Don’t get me started on flight simulators. Some time ago I decided to ‘complete’ my flight sim expierence and learn to properly navigate some of my favorite DCS hulls instead of relying on F-10 or the kneeboard. The time spent learning was less than spent on most games, but the satisfaction was immense. Doing something complicated like flying the A-10C, receiving MGRS coordinates from a JTAC and then hitting a target with a JDAM through a thick layer of clouds was more satisfying than most complete games ever where. Not to mention the skills gained may prove useful for a near infinite amount of time.

As for DCS campaigns. I’m a bit more cautious. The 2nd law of thermodynamics have not been favorable to many campaigns in the past. I appreciate the oppertunities ED provides to many skilled mission makers, but I am afraid some people may move on, leaving some campaigns in shambles the coming years. However if some campaigns where tied in with product updates. Par example a paycampaign to accompany and fund the upcoming Su-33 and MiG-29 updates I’d be more than happy to buy them. I’d even buy some F-15 or Su-27 campaigns if those aircraft received a few modernizations, although I hope neither plane loses their charm in the process :smiley:

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The thing about hour per dollar comparisons is that the context is hard to equate. If I go to a movie with my wife and we have a good time, with some food and drink after and a few hours out and about then it doesn’t seem mathematically equivalent to a DCS module or a joystick. We could spend a couple of hundred dollars that night, but that doesn’t mean I’ll go buy anything for X-Plane just because it’s a similar amount.

Put another way, if I didn’t do social things like movies etc then I could save a lot of money. But then I could save a lot of money if I didn’t do anything at all. I’d have money, but then apart from staring at a number online, it’s not that much fun :slight_smile:

There’s a comparative value in video games and sims, and as long as I am not blatantly shopping just for the thrill of buying something and never playing it, then I just want to have a reasonable level of ‘value’ out of it. Comparing it to other things I spend money on (do you really need a nice car, do you have to go on that vacation, is it worth spending triple on a business class seat etc etc) isn’t how my lizard gaming brain works when shopping. I don’t compare the costs for those things I guess I am trying to say.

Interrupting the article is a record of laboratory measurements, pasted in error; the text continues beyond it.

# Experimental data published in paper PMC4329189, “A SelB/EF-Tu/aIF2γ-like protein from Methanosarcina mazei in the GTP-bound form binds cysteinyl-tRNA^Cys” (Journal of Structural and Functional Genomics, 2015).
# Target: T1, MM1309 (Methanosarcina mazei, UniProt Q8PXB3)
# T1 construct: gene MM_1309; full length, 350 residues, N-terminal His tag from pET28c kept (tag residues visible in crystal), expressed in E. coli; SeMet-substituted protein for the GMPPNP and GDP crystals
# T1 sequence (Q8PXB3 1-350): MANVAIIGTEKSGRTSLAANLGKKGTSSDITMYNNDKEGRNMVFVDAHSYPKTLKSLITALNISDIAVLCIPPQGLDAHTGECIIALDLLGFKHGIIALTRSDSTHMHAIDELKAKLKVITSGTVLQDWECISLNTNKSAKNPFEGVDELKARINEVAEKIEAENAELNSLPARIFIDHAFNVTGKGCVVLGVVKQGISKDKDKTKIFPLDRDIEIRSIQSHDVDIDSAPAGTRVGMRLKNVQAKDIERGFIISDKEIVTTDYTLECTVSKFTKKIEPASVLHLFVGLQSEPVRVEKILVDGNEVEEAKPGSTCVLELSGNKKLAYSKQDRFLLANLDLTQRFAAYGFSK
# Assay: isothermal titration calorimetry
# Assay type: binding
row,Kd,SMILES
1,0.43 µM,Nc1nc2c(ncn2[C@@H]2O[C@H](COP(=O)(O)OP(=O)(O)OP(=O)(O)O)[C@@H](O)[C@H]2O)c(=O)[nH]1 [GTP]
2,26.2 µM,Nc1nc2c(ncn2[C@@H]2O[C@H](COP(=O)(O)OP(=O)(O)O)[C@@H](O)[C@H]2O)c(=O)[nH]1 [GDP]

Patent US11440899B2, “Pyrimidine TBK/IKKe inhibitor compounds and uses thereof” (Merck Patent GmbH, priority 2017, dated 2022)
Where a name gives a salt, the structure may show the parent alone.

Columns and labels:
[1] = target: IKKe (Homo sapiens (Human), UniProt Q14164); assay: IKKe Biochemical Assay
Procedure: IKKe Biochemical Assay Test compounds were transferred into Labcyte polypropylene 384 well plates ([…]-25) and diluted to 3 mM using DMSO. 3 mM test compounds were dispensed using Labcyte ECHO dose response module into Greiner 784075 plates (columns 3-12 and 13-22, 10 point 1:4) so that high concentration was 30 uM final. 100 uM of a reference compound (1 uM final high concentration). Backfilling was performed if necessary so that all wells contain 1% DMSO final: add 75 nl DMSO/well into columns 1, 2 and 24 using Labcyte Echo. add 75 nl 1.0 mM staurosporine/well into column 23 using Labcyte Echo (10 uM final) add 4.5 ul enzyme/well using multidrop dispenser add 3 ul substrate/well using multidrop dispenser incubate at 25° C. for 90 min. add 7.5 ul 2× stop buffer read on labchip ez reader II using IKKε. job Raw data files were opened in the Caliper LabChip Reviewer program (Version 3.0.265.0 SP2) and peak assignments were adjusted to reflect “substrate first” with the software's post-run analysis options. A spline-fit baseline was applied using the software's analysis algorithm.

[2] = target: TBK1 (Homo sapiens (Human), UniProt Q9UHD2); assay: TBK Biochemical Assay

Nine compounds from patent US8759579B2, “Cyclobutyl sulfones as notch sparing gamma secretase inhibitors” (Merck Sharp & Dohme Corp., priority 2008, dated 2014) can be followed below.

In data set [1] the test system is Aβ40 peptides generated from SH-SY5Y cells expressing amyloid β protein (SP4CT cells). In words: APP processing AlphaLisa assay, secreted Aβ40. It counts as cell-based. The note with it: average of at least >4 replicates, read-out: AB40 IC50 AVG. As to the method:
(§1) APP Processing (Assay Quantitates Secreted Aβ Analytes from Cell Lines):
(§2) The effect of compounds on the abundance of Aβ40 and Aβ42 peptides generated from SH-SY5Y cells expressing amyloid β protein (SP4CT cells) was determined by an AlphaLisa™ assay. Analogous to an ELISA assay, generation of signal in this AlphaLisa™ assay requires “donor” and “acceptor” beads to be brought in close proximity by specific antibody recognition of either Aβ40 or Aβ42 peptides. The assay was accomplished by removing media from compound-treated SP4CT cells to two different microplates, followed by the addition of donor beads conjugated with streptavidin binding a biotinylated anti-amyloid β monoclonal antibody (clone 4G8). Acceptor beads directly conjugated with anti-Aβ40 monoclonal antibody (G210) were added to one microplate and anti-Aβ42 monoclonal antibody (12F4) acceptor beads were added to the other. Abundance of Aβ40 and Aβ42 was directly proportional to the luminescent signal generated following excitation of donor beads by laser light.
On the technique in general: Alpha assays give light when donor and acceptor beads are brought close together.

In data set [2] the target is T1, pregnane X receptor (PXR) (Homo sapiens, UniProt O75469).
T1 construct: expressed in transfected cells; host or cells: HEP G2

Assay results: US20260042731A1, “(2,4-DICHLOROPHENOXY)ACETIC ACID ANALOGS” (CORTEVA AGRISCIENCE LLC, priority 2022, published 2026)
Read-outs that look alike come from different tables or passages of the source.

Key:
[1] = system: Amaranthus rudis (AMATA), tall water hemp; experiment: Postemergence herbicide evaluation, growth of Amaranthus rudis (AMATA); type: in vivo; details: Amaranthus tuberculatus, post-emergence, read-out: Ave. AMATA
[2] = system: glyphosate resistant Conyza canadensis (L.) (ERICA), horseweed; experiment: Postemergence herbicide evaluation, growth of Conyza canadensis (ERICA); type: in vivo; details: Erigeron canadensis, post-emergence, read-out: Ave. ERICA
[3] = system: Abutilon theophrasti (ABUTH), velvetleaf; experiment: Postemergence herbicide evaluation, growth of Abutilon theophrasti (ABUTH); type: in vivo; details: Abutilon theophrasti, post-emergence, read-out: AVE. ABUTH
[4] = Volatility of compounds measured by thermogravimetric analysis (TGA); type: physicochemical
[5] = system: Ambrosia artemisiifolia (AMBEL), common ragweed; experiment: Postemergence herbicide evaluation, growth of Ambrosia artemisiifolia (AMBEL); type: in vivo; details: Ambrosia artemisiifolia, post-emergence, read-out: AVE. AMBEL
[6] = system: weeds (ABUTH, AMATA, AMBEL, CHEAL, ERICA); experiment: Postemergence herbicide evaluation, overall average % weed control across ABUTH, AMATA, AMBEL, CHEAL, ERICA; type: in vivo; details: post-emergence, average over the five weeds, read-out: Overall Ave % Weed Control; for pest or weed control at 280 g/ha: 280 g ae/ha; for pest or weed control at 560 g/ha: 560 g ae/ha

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These are all great posts on how each of us individually value stuff (not just games/sims) - and how we shift our determination of value based on what it is we are expecting to get out of it. When I saw Avatar 3D, I was amazed at the price of the ticket…but so impressed by the movie that I walked out thinking “yeah…I’d totally pay that much again…”

I tend to be less critical of game values because (personally), I enjoy the interactive nature of games and sims moreso than passive stuff (movies and TV). My wife and I had a discussion tonight about perhaps getting rid of TV completely - I don’t think I’d miss a thing about it other than perhaps the show Alone on Discovery and watching the Tour de France each July (yeah, I still watch the dopers…boo for me…)…

Oddly enough - I get almost no value out of my Netflix subscription. God…it makes me sick to think I’ve paid for probably three years of it and have probably watched a total of 20 hours of it over that three years. It just has so much good content that I generally can’t watch in front of the little guy, and later on at night I’m usually wrapped up in my computer. Although if we do get rid of DirecTV, I could see leaning more on Netflix.

And yeah @Tankerwade - I agree, Arma 2 and 3 have given me soooo much good gameplay for the investment. My current Steam backlog of games I haven’t played that I’ve heard are fantastic is enormous.

Interesting reading the replies here and seeing such thought put into the responses. Now I really will feel guilty if I put “for the price of a movie” in any more content I wrote…LOL…

My wife cancelled Netflix about a month a go and didn’t tell anyone in the family. Her plan was that we wouldn’t notice, and it worked.

Live news and sports is pretty much the only reason for TV nowadays, and even the news stuff is just of the variety of ‘There is some big XYZ happening, so you can see a live feed on a big screen’. For sports like Hockey, it’s getting harder to anchor the entire cable/satellite bill around - especially when I go through phases of either forgetting to watch it that much.

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I bought Kerbal Space Program when it was $7 if I remember correctly. Steam shows I have over 400 hours logged in that game but I have way more than that (I had it years before it became available on Steam). Best $7 I ever spent.

Dang…at that rate…they should be paying YOU!

Oh you have set my devious mind to working. What things can I cancel in my house and wait to see if anyone notices…

All the magazines - probably
Newspaper - yes, I’m the only one that reads it, but it also doubles as paper to put around the cat liter box
Cats - Hmm…two indoor and about six outdoor. I’ll bet if half went missing nobody would notice (immediately)
Hot water - Hmm…probably won’t happen
Alarm service - If I just made the pad say the thing it says when it’s armed, that would probably work…
Storage unit - Could burn it down with no loss I think
Air conditioning - “No…I don’t really think it feels warm in here…”

Hmm…must expand list…


LOL your wife is cool! :smiley: